By the way, our host was also a University of North Carolina Alumn and Buffalo Bills fan, so needless to say there was plenty of corresponding memorabilia.

Oh my goodness, I almost forgot why we were even in the middle of this sports oasis: Flyers-Bruins, game seven of the Eastern Conference semi-finals. Loser goes home.

I have to be totally honest with you, after Philadelphia fell behind 3-0, I whispered to my boys that it was probably going to be an early night. Heck at that point, the only thing really keeping everyone’s interest were the wings, pizzas and flat screen TV number five.

Number five was giving us the Phillies-Milwaukee Brewers game in which both teams were sporting their respective 1970’s throw back Uni’s.  You know, those powder blue Phillies road retros with the Maroon lettering, meanwhile, Milwaukee with “BREWERS” in royal blue block letters on the front of the jerseys and a yellow “M” logo on the cap.

Then all of a sudden the entire ambiance of the night begun to change, starting with Flyers rookie James Van Riemsdyk netting his first ever playoff goal, to cut Boston’s lead to 3-1.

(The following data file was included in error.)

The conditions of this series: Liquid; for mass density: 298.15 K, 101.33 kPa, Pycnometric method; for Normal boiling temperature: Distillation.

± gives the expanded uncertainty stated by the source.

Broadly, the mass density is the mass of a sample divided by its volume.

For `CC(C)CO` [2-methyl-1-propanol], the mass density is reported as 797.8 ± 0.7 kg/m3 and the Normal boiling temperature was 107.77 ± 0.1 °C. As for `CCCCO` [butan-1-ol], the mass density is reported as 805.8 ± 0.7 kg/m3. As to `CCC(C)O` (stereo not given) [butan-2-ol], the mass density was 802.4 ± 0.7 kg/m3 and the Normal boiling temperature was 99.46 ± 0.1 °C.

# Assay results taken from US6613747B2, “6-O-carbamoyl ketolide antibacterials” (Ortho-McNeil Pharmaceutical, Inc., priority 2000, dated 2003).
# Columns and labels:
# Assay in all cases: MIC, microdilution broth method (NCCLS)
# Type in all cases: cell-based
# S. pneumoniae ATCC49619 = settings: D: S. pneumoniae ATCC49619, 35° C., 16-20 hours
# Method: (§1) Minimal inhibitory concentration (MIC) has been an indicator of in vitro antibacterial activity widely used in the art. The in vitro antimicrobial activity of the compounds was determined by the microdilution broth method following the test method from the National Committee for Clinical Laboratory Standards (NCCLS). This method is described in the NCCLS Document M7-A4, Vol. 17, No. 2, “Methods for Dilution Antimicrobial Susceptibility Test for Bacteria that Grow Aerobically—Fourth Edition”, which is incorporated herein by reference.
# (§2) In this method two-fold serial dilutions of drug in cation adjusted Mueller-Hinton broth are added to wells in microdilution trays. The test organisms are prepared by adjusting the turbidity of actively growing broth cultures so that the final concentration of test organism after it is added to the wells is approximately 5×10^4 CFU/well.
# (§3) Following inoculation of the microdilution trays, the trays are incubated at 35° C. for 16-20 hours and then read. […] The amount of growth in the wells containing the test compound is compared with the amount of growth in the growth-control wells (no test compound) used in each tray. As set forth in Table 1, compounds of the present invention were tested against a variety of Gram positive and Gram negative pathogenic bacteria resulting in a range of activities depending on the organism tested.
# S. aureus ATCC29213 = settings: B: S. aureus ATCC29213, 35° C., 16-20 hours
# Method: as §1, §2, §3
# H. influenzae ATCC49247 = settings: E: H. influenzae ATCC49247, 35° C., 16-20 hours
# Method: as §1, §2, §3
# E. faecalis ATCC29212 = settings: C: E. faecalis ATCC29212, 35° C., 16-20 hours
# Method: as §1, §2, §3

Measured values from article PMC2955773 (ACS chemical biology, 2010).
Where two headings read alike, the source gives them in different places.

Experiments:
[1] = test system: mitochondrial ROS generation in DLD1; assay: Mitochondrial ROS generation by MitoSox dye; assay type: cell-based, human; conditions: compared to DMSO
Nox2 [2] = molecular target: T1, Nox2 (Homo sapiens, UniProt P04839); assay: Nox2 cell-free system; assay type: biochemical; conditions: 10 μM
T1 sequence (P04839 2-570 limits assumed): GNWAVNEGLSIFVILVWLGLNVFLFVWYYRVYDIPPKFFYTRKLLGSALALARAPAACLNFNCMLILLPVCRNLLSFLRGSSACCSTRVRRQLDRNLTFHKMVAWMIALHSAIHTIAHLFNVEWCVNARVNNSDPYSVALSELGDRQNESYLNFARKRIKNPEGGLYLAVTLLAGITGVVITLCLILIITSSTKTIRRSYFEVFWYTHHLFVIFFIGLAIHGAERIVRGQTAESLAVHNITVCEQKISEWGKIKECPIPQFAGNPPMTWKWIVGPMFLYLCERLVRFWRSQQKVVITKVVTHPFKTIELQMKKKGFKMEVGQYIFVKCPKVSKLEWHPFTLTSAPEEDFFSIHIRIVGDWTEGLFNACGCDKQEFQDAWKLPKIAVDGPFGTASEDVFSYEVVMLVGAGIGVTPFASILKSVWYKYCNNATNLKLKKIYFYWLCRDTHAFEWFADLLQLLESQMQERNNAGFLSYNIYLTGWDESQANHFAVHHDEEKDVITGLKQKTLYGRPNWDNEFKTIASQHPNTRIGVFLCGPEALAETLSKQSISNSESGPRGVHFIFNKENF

Not that it means anything to you, but JVR is a fellow University of New Hampshire alumn.

So, Van Riemsdyk’s goal illuminated a little light at the end of the Ted Williams Tunnel, so I told my boys,  let’s stay until the end of the second period and see what happens.  Well what happened was a chain of unbelievable events.

Just as Flyers forward Scott  Hartnell scored to make it a 3-2,  Phillies first baseman Ryan Howard was busy jacking a two run homer in Milwaukee to give Philadelphia a 2-0 lead over the Brewers.

Needless to say we were all getting a bit pumped up in the club house especially after Danny Briere scored his seventh goal of the playoffs to tie the game at three. Chest bumps, fist bumps and high fives all around.